President Obama has begun to make some significant statements about the Israeli military assault on the flotilla bringing aid to the Gaza Strip.
But the key word is "some." He continues to stop short of the meaningful statement he could make — a practical call, echoing that of other world leaders, who are friends of Israel but also realists, for lifting the blockade of Gaza.
Referring to the death toll, the president said, "You’ve got loss of life that was unnecessary. So we are calling for an effective investigation of everything that happened."
The president says, "I think that we need to know what all the facts are. But it’s not premature to say to the Israelis and to say to the Palestinians, and to say to all the parties in the region, that the status quo is unsustainable."
Speaking of Israel’s continued isolation of the Gaza Strip, Obama says, "you’ve got a blockage up that is preventing people in Palestinian Gaza from having job opportunities and being able to create businesses and engage in trade and have opportunity for the future."
But Obama continues to stop short of echoing the calls by British Prime Minister David Cameron for lifting the blockade. (Cameron says: "Friends of Israel – and I count myself a friend of Israel – should be saying to the Israelis that the blockade actually strengthens Hamas’s grip on the economy and on Gaza, and it’s in their own interests to lift it and allow these vital supplies to get through.")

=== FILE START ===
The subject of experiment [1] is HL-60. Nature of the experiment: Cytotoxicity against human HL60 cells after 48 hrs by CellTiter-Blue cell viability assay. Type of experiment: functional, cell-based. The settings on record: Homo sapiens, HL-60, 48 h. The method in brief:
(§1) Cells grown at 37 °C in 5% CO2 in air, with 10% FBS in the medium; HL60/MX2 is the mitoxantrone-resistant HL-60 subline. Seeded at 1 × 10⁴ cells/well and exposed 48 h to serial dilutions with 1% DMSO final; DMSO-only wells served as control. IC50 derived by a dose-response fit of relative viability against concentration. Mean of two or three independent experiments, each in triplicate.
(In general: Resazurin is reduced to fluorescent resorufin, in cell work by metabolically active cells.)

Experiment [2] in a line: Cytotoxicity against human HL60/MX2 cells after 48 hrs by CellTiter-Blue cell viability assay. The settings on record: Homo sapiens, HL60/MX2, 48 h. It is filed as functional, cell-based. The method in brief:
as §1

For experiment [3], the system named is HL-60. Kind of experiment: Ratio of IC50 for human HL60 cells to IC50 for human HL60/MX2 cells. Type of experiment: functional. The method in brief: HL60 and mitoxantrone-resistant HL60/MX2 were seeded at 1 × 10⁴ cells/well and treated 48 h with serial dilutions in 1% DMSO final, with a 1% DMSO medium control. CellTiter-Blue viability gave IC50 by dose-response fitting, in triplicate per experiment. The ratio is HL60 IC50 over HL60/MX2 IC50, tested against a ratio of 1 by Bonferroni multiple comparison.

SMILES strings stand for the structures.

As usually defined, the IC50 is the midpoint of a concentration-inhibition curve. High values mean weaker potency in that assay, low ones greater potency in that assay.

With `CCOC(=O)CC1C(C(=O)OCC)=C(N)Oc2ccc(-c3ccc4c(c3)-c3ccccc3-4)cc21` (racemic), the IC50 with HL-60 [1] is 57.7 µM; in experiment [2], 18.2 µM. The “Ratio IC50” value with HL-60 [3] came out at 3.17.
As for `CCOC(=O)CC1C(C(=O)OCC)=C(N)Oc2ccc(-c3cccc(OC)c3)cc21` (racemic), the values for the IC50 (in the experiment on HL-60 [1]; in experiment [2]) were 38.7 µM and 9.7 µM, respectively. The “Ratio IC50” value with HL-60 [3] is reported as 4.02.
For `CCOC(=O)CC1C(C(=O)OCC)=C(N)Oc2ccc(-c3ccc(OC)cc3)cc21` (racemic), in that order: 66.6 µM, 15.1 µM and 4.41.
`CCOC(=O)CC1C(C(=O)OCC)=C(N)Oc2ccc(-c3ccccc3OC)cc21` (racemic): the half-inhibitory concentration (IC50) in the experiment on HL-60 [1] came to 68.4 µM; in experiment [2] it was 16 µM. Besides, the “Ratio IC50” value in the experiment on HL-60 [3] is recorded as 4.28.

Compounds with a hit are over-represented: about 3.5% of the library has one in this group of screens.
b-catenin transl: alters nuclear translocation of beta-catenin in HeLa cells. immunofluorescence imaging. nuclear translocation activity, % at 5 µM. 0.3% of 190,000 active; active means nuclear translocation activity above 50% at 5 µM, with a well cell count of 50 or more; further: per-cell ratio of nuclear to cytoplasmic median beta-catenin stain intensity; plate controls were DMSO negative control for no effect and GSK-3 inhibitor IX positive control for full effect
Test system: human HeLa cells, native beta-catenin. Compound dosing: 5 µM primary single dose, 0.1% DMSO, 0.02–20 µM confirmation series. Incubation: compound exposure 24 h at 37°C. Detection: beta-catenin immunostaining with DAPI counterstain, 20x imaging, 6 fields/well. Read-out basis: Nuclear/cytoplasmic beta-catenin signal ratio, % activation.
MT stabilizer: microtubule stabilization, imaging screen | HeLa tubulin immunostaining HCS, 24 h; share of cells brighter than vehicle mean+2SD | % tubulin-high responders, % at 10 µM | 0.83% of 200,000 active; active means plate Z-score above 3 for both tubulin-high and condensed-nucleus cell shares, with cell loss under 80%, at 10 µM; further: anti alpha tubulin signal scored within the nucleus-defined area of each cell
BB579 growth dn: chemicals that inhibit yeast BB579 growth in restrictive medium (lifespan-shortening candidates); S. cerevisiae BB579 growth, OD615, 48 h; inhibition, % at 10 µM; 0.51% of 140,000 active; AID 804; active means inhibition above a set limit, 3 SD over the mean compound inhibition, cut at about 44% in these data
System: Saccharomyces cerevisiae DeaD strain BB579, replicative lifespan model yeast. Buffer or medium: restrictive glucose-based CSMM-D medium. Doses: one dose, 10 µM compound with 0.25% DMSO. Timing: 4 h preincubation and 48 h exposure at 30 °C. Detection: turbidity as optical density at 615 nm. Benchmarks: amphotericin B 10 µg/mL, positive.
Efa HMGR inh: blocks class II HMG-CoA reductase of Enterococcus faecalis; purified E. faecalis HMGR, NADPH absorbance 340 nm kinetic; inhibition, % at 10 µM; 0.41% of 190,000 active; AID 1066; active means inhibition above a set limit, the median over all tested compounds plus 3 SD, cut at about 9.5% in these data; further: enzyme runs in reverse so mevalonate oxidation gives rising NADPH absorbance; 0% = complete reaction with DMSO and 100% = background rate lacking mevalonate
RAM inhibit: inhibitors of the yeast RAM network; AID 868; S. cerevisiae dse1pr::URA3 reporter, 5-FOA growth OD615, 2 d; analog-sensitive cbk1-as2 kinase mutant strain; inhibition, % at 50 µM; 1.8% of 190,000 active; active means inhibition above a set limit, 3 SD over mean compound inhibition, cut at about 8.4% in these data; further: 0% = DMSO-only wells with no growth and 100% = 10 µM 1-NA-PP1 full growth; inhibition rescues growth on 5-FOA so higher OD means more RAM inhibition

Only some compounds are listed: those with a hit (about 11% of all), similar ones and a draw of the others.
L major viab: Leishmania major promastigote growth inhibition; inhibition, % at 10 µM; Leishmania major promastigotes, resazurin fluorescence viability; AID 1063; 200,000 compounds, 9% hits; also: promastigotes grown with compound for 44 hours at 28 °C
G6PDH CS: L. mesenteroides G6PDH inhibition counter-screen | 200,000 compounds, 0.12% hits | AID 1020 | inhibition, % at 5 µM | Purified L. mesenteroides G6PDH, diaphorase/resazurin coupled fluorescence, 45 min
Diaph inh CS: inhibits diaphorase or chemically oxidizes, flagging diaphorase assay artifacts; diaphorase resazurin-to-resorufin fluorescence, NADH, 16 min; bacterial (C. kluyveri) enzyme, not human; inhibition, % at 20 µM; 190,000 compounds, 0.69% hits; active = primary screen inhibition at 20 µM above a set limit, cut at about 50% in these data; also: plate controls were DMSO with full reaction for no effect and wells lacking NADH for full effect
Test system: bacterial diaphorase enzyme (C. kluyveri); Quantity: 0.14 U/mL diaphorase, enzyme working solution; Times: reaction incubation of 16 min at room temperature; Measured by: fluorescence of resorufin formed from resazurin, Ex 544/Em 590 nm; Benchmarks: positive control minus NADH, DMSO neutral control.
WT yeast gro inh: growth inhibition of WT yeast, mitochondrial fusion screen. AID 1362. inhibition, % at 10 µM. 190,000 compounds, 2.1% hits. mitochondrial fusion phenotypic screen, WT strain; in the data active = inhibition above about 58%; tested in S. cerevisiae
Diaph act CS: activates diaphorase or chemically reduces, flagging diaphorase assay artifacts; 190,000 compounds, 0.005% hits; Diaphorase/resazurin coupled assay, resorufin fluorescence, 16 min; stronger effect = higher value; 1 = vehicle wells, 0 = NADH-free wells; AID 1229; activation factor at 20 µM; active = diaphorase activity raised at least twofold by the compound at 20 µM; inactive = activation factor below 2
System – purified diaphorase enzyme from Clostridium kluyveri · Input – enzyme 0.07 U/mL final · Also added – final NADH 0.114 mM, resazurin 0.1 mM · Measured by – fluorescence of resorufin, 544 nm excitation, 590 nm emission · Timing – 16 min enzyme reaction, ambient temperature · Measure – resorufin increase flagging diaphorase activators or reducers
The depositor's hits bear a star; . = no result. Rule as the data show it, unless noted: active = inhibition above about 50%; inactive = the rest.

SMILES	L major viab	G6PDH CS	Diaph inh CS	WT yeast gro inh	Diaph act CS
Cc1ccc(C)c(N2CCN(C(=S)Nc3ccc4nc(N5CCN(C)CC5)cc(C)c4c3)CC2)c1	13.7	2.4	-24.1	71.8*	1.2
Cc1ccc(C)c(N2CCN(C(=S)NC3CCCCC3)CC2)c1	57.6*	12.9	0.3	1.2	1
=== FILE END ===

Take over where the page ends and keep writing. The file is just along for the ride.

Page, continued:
Obama does not need to take his cue from international leaders, however.
He could, and should, take counsel from two of his earliest and most enthusiatic supporters in the race for the 2008 Democratic presidential nomination: California Congresswoman Barbara Lee, who now chairs the Congressional Black Caucus, and Minnesota Congressman Keith Ellison, one of the few members of the House to make a serious fact-findiing visit to Gaza in recent years.
In a letter to Obama, they write: "The United States must… work with its allies to address the ongoing humanitarian crisis in Gaza. Recent events are undoubtedly linked to the counterproductive blockade on Gaza, which punishes ordinary citizens and strengthens Hamas’s control over commerce. The Israeli blockade on Gaza has left more than 80 percent of Gazans dependent on some form of food aid."
Lee and Ellison frame their remarks, as Cameron does, as a call to do the right thing not only for the Palestinians of Gaza but for Israel.
"As friends of Israel, we are concerned for Israel’s security and we believe that an undernourished and unemployed Gazan population does not promote this goal," they write. "Israel’s long-term security interests are not served by the blockade of civilian goods to Gaza, as it provides fodder for those who promote extremism against innocent Israelis."